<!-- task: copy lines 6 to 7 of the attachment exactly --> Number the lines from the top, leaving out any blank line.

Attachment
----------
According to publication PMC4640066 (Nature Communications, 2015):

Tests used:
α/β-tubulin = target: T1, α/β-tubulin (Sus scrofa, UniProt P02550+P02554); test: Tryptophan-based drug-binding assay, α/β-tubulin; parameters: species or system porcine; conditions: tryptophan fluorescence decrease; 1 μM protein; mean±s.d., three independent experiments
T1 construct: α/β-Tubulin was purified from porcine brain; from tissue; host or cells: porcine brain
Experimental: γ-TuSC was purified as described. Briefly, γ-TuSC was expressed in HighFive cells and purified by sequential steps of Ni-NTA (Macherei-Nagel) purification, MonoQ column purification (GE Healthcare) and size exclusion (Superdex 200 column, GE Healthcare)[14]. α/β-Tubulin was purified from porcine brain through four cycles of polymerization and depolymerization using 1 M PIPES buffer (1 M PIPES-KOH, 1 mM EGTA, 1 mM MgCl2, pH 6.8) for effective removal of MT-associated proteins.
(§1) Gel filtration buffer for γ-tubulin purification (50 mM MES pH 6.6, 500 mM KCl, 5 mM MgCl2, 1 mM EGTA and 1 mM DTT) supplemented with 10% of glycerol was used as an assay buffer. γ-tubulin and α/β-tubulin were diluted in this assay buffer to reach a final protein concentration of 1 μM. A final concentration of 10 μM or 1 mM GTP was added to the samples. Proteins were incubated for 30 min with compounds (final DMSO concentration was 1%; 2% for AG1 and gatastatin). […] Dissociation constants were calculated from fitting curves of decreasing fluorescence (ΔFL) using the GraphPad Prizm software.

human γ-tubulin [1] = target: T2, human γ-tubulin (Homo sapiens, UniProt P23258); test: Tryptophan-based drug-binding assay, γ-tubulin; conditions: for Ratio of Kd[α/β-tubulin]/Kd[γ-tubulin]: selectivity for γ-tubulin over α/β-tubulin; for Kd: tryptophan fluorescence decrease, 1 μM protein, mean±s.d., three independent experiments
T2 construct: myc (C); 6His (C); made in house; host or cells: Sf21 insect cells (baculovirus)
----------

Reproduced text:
(§1) Gel filtration buffer for γ-tubulin purification (50 mM MES pH 6.6, 500 mM KCl, 5 mM MgCl2, 1 mM EGTA and 1 mM DTT) supplemented with 10% of glycerol was used as an assay buffer. γ-tubulin and α/β-tubulin were diluted in this assay buffer to reach a final protein concentration of 1 μM. A final concentration of 10 μM or 1 mM GTP was added to the samples. Proteins were incubated for 30 min with compounds (final DMSO concentration was 1%; 2% for AG1 and gatastatin). […] Dissociation constants were calculated from fitting curves of decreasing fluorescence (ΔFL) using the GraphPad Prizm software.

human γ-tubulin [1] = target: T2, human γ-tubulin (Homo sapiens, UniProt P23258); test: Tryptophan-based drug-binding assay, γ-tubulin; conditions: for Ratio of Kd[α/β-tubulin]/Kd[γ-tubulin]: selectivity for γ-tubulin over α/β-tubulin; for Kd: tryptophan fluorescence decrease, 1 μM protein, mean±s.d., three independent experiments